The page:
PERTH, Australia – An Australian official says equipment on a ship searching for the missing Malaysian jet has relocated an underwater signal that is consistent with a plane’s black boxes.
Angus Houston, the head of a joint agency coordinating the search in the southern Indian Ocean, said early today that the Australian navy’s Ocean Shield has picked up two more underwater signals that could be from Flight 370.
The Ocean Shield first detected the sounds late Saturday and early Sunday before losing them, and Houston said the ship relocated the signals twice Tuesday.
The ship is equipped with a U.S. Navy-towed pinger locator that is designed to pick up signals from the so-called black boxes, which contain the plane’s flight data and cockpit voice recorders. Investigators have not found any explanation yet for why the plane lost communications and veered far off its Beijing-bound course, so the black boxes are key to learning what went wrong.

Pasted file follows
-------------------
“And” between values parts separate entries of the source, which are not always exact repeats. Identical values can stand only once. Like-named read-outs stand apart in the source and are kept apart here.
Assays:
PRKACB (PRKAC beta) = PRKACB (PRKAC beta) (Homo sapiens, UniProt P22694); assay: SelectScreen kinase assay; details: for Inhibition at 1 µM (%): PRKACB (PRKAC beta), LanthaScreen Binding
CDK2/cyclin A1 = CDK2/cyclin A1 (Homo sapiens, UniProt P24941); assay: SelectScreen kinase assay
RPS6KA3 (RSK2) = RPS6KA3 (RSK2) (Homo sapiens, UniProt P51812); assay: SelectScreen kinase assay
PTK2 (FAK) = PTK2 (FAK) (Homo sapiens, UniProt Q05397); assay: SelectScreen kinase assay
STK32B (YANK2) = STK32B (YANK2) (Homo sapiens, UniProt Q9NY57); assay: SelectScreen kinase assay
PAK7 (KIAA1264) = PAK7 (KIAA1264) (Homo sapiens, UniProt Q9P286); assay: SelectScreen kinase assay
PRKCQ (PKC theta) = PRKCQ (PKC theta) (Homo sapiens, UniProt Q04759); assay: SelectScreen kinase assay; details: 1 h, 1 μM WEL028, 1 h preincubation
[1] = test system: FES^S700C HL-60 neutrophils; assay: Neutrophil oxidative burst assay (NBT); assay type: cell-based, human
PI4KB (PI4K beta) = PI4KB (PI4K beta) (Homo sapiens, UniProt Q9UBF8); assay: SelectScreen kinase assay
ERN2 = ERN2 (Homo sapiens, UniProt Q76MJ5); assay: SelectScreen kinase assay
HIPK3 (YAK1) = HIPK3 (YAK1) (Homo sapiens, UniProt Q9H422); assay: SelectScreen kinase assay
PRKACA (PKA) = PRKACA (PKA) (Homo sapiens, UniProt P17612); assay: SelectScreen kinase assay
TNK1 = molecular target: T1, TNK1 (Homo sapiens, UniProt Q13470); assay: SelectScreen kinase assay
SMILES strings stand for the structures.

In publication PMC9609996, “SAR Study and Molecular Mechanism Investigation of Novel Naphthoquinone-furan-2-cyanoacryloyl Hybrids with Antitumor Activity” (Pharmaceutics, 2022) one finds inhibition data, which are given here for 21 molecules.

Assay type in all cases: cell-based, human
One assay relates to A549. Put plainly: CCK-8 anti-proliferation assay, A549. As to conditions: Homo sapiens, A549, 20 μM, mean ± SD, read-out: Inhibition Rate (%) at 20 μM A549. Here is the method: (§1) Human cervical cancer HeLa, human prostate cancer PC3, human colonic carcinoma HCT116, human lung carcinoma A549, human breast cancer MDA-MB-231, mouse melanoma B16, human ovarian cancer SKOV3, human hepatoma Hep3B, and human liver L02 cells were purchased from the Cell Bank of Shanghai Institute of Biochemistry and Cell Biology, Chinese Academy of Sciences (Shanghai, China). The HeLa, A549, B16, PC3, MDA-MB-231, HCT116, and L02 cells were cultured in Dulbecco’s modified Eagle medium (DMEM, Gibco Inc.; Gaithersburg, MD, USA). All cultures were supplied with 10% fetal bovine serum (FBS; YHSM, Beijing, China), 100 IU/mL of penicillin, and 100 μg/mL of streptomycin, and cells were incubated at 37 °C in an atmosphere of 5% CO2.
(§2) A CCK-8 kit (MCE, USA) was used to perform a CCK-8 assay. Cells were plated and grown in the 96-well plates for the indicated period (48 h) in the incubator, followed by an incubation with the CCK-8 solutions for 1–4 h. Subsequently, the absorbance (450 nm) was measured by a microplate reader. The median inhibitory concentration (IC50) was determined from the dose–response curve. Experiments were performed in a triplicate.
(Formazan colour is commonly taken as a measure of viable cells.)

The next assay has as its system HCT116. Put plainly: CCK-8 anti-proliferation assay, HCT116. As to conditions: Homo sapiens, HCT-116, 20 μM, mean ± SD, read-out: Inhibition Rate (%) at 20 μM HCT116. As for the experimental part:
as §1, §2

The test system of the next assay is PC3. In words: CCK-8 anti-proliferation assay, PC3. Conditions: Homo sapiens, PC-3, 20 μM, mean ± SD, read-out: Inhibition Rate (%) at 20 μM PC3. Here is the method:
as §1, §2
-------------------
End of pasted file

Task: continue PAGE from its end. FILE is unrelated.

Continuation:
Finding the sound again is crucial to narrowing the search area so a submarine can chart a potential debris field on the seafloor. If the autonomous sub was used now with the sparse data collected so far, covering all the potential places from which the pings might have come would take many days.
“It’s literally crawling at the bottom of the ocean, so it’s going to take a long, long time,” Houston said.
The locator beacons have a battery life of only about a month – and Tuesday marked exactly one month since the plane vanished. Once the beacons blink off, locating the black boxes in such deep water would be immensely difficult, if not impossible.
At a hotel in Beijing, around 300 relatives of the flight’s passengers – most of whom were Chinese – wait for information about the plane’s fate.
One family lit candles on a heart-shaped cake to mark what would have been the 21st birthday of passenger Feng Dong, who had been working in construction in Singapore for the past year and was flying home to China via Kuala Lumpur. Feng’s mother wept as she blew out the candles.
A family member of another passenger said staying together allowed the relatives to support one another.
“If we go back to our homes now, it will be extremely painful,” said Steve Wang. “We have to face a bigger pain of facing uncertainty, the unknown future. This is the most difficult to cope with.”